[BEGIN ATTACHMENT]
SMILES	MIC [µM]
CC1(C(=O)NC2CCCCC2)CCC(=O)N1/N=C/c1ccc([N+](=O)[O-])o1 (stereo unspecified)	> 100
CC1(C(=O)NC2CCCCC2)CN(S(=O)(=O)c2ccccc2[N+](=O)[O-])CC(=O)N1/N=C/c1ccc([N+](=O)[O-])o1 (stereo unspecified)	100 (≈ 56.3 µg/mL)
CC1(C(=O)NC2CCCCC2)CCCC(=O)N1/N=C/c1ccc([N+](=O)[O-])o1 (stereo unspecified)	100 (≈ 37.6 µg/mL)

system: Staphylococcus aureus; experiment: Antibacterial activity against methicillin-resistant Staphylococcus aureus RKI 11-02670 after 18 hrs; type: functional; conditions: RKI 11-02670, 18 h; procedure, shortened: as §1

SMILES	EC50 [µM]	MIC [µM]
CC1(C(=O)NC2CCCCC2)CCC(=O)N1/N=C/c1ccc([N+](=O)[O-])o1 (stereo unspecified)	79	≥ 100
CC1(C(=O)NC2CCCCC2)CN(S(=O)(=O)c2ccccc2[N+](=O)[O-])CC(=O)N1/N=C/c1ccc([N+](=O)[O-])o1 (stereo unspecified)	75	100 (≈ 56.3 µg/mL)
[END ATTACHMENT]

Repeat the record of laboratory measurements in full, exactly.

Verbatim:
SMILES	MIC [µM]
CC1(C(=O)NC2CCCCC2)CCC(=O)N1/N=C/c1ccc([N+](=O)[O-])o1 (stereo unspecified)	> 100
CC1(C(=O)NC2CCCCC2)CN(S(=O)(=O)c2ccccc2[N+](=O)[O-])CC(=O)N1/N=C/c1ccc([N+](=O)[O-])o1 (stereo unspecified)	100 (≈ 56.3 µg/mL)
CC1(C(=O)NC2CCCCC2)CCCC(=O)N1/N=C/c1ccc([N+](=O)[O-])o1 (stereo unspecified)	100 (≈ 37.6 µg/mL)

system: Staphylococcus aureus; experiment: Antibacterial activity against methicillin-resistant Staphylococcus aureus RKI 11-02670 after 18 hrs; type: functional; conditions: RKI 11-02670, 18 h; procedure, shortened: as §1

SMILES	EC50 [µM]	MIC [µM]
CC1(C(=O)NC2CCCCC2)CCC(=O)N1/N=C/c1ccc([N+](=O)[O-])o1 (stereo unspecified)	79	≥ 100
CC1(C(=O)NC2CCCCC2)CN(S(=O)(=O)c2ccccc2[N+](=O)[O-])CC(=O)N1/N=C/c1ccc([N+](=O)[O-])o1 (stereo unspecified)	75	100 (≈ 56.3 µg/mL)